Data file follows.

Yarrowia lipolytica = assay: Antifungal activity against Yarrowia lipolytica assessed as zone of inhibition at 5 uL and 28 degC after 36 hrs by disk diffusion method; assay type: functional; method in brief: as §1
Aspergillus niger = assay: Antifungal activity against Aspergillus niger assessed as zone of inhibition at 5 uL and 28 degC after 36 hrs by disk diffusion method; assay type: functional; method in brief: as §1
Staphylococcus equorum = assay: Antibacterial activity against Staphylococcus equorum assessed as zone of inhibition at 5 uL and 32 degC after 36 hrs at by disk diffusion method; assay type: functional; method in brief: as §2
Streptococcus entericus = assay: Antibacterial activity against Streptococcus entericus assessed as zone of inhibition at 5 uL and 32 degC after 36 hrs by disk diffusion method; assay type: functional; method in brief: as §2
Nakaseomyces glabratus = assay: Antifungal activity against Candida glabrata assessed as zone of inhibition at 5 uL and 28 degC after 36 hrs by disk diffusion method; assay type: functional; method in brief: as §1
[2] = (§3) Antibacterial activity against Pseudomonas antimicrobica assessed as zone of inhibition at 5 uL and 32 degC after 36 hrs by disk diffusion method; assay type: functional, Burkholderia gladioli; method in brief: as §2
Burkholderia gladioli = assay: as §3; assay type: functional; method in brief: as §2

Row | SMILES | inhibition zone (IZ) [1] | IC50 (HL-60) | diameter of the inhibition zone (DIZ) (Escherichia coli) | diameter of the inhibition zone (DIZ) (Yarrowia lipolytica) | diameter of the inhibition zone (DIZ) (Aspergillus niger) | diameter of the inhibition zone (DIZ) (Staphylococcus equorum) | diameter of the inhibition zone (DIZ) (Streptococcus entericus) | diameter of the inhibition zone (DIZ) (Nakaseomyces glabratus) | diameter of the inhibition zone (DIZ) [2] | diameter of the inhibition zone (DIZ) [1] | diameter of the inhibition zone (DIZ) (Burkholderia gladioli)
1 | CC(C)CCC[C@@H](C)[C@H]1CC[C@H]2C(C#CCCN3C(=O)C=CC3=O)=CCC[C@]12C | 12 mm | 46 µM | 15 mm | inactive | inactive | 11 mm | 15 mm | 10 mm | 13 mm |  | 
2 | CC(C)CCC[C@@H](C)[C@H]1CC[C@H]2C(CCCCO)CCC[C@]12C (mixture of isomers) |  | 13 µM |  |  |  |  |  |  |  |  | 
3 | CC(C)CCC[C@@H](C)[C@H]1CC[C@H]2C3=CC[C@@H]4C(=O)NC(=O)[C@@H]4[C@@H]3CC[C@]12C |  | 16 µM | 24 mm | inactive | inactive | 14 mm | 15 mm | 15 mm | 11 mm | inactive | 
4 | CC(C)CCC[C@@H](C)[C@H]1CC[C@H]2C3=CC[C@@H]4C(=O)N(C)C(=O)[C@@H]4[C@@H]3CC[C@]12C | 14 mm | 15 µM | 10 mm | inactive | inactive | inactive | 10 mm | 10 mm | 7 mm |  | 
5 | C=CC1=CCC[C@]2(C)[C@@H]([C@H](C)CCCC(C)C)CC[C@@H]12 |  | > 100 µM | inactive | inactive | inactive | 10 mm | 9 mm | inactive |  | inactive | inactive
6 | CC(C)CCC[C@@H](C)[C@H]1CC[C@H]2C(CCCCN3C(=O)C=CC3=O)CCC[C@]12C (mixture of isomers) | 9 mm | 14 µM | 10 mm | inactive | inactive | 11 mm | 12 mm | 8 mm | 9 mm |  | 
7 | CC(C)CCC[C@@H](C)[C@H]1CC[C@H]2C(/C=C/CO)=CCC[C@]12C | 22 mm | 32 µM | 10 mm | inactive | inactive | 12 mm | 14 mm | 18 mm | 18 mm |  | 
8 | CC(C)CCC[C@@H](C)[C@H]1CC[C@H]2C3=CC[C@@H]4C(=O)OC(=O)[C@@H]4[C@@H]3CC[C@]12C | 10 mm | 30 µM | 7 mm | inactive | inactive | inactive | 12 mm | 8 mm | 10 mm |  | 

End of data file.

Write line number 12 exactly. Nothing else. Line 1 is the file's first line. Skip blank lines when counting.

4 | CC(C)CCC[C@@H](C)[C@H]1CC[C@H]2C3=CC[C@@H]4C(=O)N(C)C(=O)[C@@H]4[C@@H]3CC[C@]12C | 14 mm | 15 µM | 10 mm | inactive | inactive | inactive | 10 mm | 10 mm | 7 mm |  | 